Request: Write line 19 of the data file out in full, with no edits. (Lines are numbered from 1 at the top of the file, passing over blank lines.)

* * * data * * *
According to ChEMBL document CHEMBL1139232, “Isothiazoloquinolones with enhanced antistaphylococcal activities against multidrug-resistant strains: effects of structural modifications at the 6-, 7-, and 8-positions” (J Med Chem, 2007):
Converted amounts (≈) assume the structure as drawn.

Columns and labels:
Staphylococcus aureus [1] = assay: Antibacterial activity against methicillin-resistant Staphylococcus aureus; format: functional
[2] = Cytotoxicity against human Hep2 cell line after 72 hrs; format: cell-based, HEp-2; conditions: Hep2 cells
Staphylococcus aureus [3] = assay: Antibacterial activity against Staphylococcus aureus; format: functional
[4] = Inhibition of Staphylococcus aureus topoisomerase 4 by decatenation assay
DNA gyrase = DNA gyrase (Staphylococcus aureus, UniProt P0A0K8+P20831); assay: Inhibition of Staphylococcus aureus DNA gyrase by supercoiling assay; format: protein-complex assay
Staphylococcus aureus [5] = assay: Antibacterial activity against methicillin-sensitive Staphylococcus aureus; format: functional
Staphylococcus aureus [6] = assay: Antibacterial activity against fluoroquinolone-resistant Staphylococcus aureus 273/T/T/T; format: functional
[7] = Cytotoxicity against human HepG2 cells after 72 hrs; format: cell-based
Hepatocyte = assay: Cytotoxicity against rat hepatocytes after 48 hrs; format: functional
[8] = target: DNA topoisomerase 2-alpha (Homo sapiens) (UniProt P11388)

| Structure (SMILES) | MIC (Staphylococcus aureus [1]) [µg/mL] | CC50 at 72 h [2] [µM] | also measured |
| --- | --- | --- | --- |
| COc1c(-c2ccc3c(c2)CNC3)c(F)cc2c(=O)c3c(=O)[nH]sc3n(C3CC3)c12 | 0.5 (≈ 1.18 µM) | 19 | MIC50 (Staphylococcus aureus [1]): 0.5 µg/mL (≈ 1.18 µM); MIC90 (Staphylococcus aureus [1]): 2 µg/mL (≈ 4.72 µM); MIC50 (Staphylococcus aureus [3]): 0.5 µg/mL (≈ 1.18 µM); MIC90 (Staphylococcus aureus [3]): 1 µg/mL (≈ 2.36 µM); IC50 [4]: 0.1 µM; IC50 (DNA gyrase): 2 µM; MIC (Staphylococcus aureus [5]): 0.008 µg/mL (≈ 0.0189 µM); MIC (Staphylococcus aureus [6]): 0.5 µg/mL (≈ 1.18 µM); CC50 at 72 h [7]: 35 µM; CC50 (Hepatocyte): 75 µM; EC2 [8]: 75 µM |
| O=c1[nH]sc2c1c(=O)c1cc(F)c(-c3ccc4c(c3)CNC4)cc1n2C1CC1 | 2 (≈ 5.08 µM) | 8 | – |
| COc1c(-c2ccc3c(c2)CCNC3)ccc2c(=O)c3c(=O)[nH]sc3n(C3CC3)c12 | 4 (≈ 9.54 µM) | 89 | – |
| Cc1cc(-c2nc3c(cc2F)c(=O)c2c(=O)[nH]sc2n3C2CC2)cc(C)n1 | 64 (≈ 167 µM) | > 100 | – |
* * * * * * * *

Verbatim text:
| Cc1cc(-c2nc3c(cc2F)c(=O)c2c(=O)[nH]sc2n3C2CC2)cc(C)n1 | 64 (≈ 167 µM) | > 100 | – |